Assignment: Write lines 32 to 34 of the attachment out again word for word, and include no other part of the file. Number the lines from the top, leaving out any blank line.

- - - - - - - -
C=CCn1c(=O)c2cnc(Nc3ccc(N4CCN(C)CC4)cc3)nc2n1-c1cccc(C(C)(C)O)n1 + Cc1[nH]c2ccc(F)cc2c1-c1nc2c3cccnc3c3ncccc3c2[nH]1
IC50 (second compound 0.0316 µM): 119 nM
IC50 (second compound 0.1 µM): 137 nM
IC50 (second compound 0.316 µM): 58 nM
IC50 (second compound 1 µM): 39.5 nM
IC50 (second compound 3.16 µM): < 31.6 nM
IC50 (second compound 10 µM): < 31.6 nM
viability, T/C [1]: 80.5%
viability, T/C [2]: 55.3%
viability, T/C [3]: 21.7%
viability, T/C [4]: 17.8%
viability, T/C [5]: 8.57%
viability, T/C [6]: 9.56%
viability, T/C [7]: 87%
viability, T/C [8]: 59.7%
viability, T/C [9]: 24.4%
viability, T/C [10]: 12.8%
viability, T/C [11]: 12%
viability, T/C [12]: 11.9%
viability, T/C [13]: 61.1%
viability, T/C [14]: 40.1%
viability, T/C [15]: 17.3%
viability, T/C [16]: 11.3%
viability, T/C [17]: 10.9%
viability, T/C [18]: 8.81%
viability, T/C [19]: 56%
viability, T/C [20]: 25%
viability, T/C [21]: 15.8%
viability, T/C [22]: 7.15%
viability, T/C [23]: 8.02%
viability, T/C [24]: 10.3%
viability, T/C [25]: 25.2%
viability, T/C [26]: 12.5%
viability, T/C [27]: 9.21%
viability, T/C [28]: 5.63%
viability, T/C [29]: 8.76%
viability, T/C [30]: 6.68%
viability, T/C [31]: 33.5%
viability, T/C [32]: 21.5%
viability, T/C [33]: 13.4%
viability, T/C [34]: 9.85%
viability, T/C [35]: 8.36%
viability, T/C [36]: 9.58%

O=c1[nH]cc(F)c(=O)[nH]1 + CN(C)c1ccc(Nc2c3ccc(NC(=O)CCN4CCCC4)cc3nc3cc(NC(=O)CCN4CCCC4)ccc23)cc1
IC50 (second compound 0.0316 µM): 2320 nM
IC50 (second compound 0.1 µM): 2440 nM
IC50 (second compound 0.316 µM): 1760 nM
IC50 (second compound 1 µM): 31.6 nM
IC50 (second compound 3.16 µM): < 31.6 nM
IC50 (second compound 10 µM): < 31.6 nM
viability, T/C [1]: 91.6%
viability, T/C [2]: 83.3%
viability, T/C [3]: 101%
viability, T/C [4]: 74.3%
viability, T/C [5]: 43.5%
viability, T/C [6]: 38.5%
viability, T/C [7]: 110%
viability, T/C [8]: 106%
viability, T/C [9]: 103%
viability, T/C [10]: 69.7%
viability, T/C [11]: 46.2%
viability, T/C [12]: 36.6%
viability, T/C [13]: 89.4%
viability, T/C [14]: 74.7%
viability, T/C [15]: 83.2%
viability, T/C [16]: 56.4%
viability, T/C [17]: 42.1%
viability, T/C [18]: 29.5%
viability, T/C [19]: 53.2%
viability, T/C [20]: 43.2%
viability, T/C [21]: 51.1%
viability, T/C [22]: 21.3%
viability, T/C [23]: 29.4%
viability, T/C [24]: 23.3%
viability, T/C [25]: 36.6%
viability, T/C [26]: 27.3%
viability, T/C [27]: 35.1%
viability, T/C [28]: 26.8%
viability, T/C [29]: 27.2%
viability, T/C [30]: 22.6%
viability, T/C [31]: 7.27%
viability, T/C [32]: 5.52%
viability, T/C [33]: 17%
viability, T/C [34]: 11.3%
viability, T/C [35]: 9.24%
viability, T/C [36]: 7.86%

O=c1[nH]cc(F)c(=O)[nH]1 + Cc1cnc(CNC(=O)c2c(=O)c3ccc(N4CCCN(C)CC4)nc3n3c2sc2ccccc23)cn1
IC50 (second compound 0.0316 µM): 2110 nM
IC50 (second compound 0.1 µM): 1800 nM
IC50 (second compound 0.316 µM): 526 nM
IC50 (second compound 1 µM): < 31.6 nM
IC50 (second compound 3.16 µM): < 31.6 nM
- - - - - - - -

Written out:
viability, T/C [25]: 25.2%
viability, T/C [26]: 12.5%
viability, T/C [27]: 9.21%